Greer: Yeah, I think her real name was Penny. Bonding with dogs on set is strange. I never worked with an animal on set long enough to really bond with them. They’re really so trained that you can’t. At least I haven’t been able to break the barrier to much, probably because they’re trained to stare at their trainer all the time, whereas if you go to your friend’s house and their dog will be funny and silly and you can play with them and stuff. Movie dogs are well trained. They’re trained to be actors.

Q: That’s because they get treats from their handlers after every trick they do.

Greer: Maybe I should ask my directors to hold up green apple Jolly Ranchers for me when I’m working. Who knows? (She laughs.)

Q: Was the yoga already in the script or did you say, “Hey! I can do yoga; let’s do yoga.”

Greer: No, it was in the script. I actually did that scene sort-of improvisation style in my audition for the movie. It was really funny to be doing it with a fake Wilson, but yeah it was something that was already in there that I really liked. It was a fun thing, because I do yoga and I do like to give my husband massages. I felt like that was easy for me to tap into, but I was very nervous that I was massaging Woody (Harrelson) too hard. I didn’t want to hurt him. I’m not professional masseuse. I was worried I might tweak his back or something.

Q: Speaking of Woody Harrelson, I’m sure you have a lot to say about him? What were your expectations of him? How did you guys get along?

Greer: My expectations of him were high and they were all met. I think we got along pretty well. You would have to ask him that. He is so wonderful and lovely and such a good listener on and off camera. I also just admire his social activism and the work that he does. I really respect him. He’s been one of my favorite actors for years. He’s just so great, so special, and he’s so charismatic. I just can’t say enough good stuff about him but, most of all, I loved acting with him. His eyes are so bright and shiny. He kind of sucks you in.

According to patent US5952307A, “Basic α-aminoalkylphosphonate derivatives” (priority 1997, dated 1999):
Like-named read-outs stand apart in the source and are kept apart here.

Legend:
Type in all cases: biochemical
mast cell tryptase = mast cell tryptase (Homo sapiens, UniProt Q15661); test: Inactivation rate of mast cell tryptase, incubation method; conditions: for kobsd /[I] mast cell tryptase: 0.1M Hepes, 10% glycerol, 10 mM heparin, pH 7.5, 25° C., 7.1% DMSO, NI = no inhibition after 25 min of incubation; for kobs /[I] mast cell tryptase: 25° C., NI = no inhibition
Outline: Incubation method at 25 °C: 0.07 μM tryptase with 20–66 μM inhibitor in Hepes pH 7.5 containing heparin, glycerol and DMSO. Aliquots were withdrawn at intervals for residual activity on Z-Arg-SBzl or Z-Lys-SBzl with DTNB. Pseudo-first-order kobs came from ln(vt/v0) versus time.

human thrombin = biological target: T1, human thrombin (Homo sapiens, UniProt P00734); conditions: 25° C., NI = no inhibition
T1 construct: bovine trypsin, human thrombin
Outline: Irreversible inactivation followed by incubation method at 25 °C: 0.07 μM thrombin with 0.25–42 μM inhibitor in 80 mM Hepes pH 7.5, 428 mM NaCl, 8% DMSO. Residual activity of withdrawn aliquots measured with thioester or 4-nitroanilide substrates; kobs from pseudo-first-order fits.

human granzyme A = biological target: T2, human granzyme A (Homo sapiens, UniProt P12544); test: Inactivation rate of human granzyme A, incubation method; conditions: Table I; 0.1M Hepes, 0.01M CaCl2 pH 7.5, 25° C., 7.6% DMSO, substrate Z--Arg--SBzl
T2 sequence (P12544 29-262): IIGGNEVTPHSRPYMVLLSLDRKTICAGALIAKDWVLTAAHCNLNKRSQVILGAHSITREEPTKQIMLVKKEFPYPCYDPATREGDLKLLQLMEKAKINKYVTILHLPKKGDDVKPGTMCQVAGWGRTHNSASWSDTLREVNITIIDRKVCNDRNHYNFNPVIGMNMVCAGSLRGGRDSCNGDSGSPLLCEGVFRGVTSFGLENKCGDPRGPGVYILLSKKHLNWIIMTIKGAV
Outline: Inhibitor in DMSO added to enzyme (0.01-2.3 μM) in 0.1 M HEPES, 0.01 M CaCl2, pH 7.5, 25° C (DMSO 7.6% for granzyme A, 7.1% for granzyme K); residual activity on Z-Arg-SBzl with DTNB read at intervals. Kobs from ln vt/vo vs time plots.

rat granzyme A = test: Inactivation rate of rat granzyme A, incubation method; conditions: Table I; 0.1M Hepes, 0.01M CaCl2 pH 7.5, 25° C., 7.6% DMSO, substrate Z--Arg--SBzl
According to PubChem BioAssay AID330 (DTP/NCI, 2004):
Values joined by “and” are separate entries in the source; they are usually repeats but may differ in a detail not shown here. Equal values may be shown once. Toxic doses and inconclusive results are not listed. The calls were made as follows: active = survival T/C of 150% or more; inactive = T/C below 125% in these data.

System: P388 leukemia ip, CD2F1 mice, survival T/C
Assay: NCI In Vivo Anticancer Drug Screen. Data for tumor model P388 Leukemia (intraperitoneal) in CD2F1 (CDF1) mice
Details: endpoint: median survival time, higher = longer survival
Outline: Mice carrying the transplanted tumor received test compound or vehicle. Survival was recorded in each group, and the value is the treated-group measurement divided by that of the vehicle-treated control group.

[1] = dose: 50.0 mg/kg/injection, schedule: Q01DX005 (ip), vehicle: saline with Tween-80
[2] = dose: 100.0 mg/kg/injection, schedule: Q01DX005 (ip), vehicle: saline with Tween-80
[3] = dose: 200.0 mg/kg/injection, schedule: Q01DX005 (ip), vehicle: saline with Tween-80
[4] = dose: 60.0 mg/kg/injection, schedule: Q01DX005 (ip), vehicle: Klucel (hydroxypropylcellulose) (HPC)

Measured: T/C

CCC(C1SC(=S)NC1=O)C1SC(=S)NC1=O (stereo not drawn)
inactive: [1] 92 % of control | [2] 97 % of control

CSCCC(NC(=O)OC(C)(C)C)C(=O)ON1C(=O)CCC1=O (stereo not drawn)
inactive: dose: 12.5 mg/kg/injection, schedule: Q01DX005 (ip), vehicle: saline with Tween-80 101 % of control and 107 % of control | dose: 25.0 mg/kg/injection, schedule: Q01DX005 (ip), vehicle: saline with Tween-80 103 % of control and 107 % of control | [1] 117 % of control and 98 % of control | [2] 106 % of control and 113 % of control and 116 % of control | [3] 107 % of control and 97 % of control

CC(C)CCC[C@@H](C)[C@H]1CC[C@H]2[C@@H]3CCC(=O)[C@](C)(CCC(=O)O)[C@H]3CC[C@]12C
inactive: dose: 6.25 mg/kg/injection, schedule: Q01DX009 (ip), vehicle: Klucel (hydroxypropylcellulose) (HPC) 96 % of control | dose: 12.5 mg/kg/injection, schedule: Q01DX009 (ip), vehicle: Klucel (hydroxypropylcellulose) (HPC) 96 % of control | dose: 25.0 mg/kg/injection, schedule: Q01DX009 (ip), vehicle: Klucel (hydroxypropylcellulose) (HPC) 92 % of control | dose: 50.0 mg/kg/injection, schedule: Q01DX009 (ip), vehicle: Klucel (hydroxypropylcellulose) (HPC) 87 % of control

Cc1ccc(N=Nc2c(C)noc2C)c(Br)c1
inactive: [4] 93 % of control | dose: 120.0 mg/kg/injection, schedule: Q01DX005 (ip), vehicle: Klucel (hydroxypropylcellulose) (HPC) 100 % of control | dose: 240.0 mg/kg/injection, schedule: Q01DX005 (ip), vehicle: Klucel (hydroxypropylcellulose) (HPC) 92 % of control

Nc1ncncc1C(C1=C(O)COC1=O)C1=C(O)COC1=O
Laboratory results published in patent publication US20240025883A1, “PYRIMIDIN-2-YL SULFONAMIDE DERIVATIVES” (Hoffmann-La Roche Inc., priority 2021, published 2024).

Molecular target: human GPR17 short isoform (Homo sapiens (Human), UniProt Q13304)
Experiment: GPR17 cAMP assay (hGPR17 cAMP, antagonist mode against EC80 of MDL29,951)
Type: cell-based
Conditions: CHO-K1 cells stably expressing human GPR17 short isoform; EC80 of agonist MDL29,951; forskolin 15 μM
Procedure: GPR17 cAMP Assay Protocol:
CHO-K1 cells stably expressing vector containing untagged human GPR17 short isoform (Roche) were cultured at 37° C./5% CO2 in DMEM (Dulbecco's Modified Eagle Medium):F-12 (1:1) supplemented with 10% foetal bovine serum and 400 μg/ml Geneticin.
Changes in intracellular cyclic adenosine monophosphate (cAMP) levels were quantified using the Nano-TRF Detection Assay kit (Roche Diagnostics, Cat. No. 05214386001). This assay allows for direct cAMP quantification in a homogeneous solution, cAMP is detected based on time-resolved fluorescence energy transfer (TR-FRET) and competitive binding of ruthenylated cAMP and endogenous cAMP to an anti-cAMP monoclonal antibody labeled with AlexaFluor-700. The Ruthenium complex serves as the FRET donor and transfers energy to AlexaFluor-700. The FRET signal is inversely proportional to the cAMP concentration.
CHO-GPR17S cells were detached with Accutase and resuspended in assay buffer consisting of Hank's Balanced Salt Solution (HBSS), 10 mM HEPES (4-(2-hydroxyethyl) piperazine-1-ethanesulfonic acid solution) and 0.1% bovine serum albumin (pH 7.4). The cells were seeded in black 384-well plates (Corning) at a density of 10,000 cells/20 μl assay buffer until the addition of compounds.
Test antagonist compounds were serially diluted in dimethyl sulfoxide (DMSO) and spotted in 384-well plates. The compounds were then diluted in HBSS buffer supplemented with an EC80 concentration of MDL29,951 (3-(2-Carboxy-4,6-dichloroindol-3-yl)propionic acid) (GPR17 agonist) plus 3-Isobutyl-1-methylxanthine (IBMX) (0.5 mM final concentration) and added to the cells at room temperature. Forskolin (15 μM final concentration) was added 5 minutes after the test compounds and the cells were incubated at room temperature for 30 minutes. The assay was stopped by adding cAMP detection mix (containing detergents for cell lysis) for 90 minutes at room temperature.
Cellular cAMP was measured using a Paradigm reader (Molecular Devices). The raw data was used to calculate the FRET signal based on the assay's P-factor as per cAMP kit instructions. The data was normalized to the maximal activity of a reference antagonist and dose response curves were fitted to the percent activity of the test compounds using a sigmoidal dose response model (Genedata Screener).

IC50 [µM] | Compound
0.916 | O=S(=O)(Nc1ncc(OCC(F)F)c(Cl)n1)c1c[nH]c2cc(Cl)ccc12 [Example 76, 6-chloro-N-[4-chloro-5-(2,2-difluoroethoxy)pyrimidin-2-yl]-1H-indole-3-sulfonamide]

Q: Did you guys have a chance to do a lot of rehearsal beforehand or was your director, Craig Johnson looking for some spontaneity and improvisation?

Greer: I wasn’t really able to rehearse much with him. I don’t know if he and Laura (Dern, who plays Wilson’s ex-wife) rehearsed a lot. I wasn’t really around for that. It was pretty spontaneous on set. I feel like we had time on set to rehearse, figure some things out and make sure it all worked before we shot the scenes but, no, it wasn’t a long rehearsal process.

That’s never really bothered me. It used to surprise me when I first started acting because I came from theater training where you rehearse a play for six weeks and then you perform it. It’s so strange to me that studios spend millions of dollars on movies and actors don’t even rehearse. It’s actually still weird to me now. Sometimes I think it works. You do what you have to do. If there’s no time to rehearse It’s just not always realistic with everyone’s schedules and with financing and stuff. I don’t think it’s always necessary. Sometimes you can find spontaneity and beauty in the moment or wreck it by too much rehearsal.

Q: How was it working with Craig? Had you seen his previous films, like “The Skeleton Twins?”

Greer: I saw “The Skeleton Twins.” I thought it was so great and I think he is such a talent. I loved working with him. I mean, you see a movie like that and you’re like, “Wow, what’s this guy going to be like?” On set, he’s so calm and assured. We had a really aggressive shooting schedule and yet I never felt rushed.